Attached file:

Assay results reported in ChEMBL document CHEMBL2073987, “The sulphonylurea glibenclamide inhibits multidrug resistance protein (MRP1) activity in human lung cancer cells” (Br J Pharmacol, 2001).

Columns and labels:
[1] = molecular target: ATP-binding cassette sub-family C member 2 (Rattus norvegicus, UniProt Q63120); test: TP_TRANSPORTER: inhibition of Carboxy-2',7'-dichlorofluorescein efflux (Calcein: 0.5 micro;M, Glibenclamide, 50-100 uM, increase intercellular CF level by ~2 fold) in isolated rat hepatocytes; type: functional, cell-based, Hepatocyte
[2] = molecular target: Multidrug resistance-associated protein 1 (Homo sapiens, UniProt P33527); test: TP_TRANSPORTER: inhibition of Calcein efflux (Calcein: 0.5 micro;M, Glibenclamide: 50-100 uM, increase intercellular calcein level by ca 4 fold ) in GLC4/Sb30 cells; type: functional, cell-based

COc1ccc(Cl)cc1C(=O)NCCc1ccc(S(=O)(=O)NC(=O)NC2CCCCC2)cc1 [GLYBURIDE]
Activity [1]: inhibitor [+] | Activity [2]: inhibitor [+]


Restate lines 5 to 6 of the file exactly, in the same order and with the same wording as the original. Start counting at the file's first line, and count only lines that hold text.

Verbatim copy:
COc1ccc(Cl)cc1C(=O)NCCc1ccc(S(=O)(=O)NC(=O)NC2CCCCC2)cc1 [GLYBURIDE]
Activity [1]: inhibitor [+] | Activity [2]: inhibitor [+]